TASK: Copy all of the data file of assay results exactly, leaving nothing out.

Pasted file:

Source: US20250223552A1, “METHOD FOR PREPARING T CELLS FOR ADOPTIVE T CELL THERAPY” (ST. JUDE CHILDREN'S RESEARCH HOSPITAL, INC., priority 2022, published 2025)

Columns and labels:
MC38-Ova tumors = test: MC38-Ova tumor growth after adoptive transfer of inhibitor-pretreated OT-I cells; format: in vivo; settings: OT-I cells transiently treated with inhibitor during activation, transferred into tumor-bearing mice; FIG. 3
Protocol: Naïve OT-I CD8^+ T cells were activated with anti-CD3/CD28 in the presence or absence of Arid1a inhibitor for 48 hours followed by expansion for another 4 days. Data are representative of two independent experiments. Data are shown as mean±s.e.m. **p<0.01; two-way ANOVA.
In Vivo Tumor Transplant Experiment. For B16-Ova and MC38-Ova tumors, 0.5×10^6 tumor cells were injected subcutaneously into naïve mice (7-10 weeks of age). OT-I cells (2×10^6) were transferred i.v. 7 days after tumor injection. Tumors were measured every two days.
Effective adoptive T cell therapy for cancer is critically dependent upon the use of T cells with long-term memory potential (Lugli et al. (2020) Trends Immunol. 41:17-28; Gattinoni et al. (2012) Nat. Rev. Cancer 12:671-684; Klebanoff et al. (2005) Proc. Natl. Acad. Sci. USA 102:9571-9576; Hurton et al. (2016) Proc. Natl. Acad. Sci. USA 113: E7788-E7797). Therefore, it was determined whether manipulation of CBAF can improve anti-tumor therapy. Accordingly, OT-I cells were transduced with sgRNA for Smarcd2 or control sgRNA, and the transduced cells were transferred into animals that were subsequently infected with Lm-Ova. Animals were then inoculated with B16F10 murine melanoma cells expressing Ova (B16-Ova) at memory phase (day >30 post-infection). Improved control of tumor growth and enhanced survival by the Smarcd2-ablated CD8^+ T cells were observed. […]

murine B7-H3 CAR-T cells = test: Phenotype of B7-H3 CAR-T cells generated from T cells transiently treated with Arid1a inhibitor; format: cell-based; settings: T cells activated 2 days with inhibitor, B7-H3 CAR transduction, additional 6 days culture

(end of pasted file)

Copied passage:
Source: US20250223552A1, “METHOD FOR PREPARING T CELLS FOR ADOPTIVE T CELL THERAPY” (ST. JUDE CHILDREN'S RESEARCH HOSPITAL, INC., priority 2022, published 2025)

Columns and labels:
MC38-Ova tumors = test: MC38-Ova tumor growth after adoptive transfer of inhibitor-pretreated OT-I cells; format: in vivo; settings: OT-I cells transiently treated with inhibitor during activation, transferred into tumor-bearing mice; FIG. 3
Protocol: Naïve OT-I CD8^+ T cells were activated with anti-CD3/CD28 in the presence or absence of Arid1a inhibitor for 48 hours followed by expansion for another 4 days. Data are representative of two independent experiments. Data are shown as mean±s.e.m. **p<0.01; two-way ANOVA.
In Vivo Tumor Transplant Experiment. For B16-Ova and MC38-Ova tumors, 0.5×10^6 tumor cells were injected subcutaneously into naïve mice (7-10 weeks of age). OT-I cells (2×10^6) were transferred i.v. 7 days after tumor injection. Tumors were measured every two days.
Effective adoptive T cell therapy for cancer is critically dependent upon the use of T cells with long-term memory potential (Lugli et al. (2020) Trends Immunol. 41:17-28; Gattinoni et al. (2012) Nat. Rev. Cancer 12:671-684; Klebanoff et al. (2005) Proc. Natl. Acad. Sci. USA 102:9571-9576; Hurton et al. (2016) Proc. Natl. Acad. Sci. USA 113: E7788-E7797). Therefore, it was determined whether manipulation of CBAF can improve anti-tumor therapy. Accordingly, OT-I cells were transduced with sgRNA for Smarcd2 or control sgRNA, and the transduced cells were transferred into animals that were subsequently infected with Lm-Ova. Animals were then inoculated with B16F10 murine melanoma cells expressing Ova (B16-Ova) at memory phase (day >30 post-infection). Improved control of tumor growth and enhanced survival by the Smarcd2-ablated CD8^+ T cells were observed. […]

murine B7-H3 CAR-T cells = test: Phenotype of B7-H3 CAR-T cells generated from T cells transiently treated with Arid1a inhibitor; format: cell-based; settings: T cells activated 2 days with inhibitor, B7-H3 CAR transduction, additional 6 days culture